Although not recommended, you can make the driver perform failovers without invalidating the active Statement or ResultSet instances by setting either the parameter autoReconnect or autoReconnectForPools to true. This allows the client to continue using the same object instances after a failover event, without taking any exceptional measures. This, however, may lead to unexpected results: for example, if the driver is connected to the primary host with read/write access mode and it fails-over to a secondary host in real-only mode, further attempts to issue data-changing queries will result in errors, and the client will not be aware of that. This limitation is particularly relevant when using data streaming: after the failover, the ResultSet looks to be alright, but the underlying connection may have changed already, and no backing cursor is available anymore.

9.2 Configuring Client-Side Failover when using the X Protocol

When using the X Protocol, Connector/J supports a client-side failover feature for establishing a Session. If multiple hosts are specified in the connection URL, when Connector/J fails to connect to a listed host, it tries to connect to another one. This is a sample X DevAPI URL for configuring client-side failover:

mysqlx://sandy:mypassword@[host1:33060,host2:33061]/test

An alternate format can also be used, with which the priority for connection can be set explicitly for each individual host:

mysqlx://sandy:mypassword@[(address=host1:33060,priority=2),(address=host2:33061,priority=1)]/test

With the client-side failover configured, when there is a failure to establish a connection, Connector/J keeps attempting to connect to a host on the host list in the order of the set priorities for the hosts, which are specified by any numbers between 0 to 100, with a larger number indicating a higher priority for connection. Priorities should either be set for all or no hosts. When no priorities are specified, the priorities for connection are established according to the order the hosts appear in the list, with a host appearing earlier in the list receiving a higher priority.

Notice that this feature only allows for a failover when Connector/J is trying to establish a connection, but not during operations after a connection has already been made.

9.3 Configuring Load Balancing with Connector/J

Connector/J has long provided an effective means to distribute read/write load across multiple MySQL server instances for Cluster or master-master replication deployments. You can dynamically configure load-balanced connections, with no service outage. In-process transactions are not lost, and no application exceptions are generated if any application is trying to use that particular server instance.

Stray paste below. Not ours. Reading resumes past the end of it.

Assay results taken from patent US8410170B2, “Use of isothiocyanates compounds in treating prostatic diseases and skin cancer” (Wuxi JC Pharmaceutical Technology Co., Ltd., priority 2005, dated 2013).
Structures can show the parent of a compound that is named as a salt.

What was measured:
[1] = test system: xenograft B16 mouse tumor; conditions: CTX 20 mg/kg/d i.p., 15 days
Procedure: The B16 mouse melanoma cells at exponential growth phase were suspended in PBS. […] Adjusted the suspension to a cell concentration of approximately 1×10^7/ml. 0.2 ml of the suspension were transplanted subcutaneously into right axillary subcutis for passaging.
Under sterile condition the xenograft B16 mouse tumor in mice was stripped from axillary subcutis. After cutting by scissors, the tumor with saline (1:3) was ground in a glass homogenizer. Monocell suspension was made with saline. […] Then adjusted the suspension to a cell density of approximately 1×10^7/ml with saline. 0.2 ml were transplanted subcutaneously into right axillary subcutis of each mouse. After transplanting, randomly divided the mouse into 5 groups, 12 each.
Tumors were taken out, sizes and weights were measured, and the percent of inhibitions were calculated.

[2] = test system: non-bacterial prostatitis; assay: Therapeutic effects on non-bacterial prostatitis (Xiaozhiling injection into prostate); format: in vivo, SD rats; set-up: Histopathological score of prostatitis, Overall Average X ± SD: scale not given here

The load balancing is configured at the initial setup stage of the server connection by the following connection URL, which has a similar format as the general JDBC URL for MySQL connection, but a specialized scheme:

jdbc:mysql:loadbalance://[host1][:port],[host2][:port][,[host3][:port]]...[/[database]] »
[?propertyName1=propertyValue1[&propertyName2=propertyValue2]...]

There are two configuration properties associated with this functionality:

  • loadBalanceConnectionGroup – This provides the ability to group connections from different sources. This allows you to manage these JDBC sources within a single class loader in any combination you choose. If they use the same configuration, and you want to manage them as a logical single group, give them the same name. This is the key property for management: if you do not define a name (string) for loadBalanceConnectionGroup, you cannot manage the connections. All load-balanced connections sharing the same loadBalanceConnectionGroup value, regardless of how the application creates them, will be managed together.

  • ha.enableJMX – The ability to manage the connections is exposed when you define a loadBalanceConnectionGroup; but if you want to manage this externally, enable JMX by setting this property to true. This enables a JMX implementation, which exposes the management and monitoring operations of a connection group. Further, start your application with the -Dcom.sun.management.jmxremote JVM flag. You can then perform connect and perform operations using a JMX client such as jconsole.